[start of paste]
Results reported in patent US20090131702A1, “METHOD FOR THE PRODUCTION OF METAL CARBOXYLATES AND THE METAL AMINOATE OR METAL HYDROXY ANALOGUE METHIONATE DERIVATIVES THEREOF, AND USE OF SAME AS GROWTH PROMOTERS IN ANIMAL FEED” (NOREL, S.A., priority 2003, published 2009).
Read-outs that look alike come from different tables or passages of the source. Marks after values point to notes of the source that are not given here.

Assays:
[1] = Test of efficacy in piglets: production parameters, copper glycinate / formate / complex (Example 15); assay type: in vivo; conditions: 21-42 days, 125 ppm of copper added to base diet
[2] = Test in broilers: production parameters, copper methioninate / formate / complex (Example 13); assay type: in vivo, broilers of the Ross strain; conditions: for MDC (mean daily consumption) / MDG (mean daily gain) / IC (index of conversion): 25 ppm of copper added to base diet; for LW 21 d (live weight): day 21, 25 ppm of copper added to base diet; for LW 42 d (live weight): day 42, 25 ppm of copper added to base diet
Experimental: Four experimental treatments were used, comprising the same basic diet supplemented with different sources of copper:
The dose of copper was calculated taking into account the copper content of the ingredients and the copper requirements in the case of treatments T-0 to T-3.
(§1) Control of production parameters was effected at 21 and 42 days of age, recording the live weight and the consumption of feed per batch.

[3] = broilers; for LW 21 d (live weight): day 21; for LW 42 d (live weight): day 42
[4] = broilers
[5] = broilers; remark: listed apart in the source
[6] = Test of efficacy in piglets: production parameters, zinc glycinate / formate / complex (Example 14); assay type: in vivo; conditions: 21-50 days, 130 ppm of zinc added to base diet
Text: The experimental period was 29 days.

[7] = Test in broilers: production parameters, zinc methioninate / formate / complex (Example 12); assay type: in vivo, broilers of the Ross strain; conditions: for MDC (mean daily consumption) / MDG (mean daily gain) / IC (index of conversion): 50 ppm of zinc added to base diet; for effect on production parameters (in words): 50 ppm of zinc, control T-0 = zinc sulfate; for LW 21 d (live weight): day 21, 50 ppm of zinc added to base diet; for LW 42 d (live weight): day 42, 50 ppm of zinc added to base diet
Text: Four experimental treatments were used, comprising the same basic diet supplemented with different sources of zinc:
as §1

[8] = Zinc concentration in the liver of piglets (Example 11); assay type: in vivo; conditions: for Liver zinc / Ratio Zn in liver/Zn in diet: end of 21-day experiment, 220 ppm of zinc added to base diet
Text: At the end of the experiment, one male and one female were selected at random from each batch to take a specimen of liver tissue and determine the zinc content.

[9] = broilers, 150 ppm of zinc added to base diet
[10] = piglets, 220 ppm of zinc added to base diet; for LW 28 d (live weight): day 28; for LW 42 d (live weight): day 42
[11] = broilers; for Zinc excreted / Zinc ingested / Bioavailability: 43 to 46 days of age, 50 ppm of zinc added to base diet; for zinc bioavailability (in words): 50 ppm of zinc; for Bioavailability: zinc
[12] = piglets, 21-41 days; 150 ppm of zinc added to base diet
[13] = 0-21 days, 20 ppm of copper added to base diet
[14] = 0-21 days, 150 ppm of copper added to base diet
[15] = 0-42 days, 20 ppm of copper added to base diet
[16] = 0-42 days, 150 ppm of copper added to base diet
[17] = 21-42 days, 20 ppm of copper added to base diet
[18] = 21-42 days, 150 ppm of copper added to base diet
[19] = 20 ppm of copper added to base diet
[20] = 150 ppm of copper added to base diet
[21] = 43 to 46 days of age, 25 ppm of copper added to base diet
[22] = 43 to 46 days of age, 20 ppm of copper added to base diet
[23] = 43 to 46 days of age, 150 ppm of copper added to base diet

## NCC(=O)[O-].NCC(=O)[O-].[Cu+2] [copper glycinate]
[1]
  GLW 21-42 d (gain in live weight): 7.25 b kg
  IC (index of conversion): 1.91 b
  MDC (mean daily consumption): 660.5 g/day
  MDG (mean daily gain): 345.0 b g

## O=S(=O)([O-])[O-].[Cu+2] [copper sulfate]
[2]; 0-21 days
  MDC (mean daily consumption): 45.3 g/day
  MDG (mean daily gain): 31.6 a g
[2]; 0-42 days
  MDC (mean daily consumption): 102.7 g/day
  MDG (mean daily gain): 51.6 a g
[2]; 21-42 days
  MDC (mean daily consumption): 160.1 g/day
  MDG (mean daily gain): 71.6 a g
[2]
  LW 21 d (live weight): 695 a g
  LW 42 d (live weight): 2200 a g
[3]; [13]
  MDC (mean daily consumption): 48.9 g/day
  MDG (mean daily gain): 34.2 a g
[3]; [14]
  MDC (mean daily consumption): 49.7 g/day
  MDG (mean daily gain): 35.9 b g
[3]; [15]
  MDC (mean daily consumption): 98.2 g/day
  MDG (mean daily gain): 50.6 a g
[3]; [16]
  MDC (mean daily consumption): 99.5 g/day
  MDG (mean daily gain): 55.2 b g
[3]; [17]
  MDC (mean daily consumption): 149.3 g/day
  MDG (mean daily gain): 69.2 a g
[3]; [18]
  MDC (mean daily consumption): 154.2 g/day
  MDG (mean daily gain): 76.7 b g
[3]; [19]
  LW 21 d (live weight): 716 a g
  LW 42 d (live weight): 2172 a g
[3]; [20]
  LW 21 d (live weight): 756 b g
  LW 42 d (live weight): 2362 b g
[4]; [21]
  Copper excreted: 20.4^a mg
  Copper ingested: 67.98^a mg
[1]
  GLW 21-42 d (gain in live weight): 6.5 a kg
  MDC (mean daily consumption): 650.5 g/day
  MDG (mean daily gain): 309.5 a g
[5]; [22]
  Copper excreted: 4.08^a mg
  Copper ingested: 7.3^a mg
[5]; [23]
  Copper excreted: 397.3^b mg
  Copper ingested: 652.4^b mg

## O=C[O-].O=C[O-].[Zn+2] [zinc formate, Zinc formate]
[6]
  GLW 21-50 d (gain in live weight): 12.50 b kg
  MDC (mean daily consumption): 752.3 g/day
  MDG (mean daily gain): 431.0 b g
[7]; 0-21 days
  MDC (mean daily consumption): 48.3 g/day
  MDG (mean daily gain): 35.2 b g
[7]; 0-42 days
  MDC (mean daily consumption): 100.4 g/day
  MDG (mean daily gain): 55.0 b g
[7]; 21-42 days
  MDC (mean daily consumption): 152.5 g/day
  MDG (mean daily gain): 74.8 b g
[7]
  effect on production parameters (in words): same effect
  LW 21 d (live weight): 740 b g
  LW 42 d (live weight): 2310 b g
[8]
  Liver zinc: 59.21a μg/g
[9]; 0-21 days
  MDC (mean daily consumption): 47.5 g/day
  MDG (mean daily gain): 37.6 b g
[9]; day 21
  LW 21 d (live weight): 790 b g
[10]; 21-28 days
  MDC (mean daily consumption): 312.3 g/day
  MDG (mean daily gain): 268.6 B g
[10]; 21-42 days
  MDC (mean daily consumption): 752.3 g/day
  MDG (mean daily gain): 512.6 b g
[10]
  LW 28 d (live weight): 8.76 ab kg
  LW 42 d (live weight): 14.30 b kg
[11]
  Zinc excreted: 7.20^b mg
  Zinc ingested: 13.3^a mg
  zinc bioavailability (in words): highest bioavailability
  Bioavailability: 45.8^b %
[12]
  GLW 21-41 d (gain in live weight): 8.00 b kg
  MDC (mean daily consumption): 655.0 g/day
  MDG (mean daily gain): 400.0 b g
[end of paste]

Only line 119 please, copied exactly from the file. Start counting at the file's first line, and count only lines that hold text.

  MDC (mean daily consumption): 752.3 g/day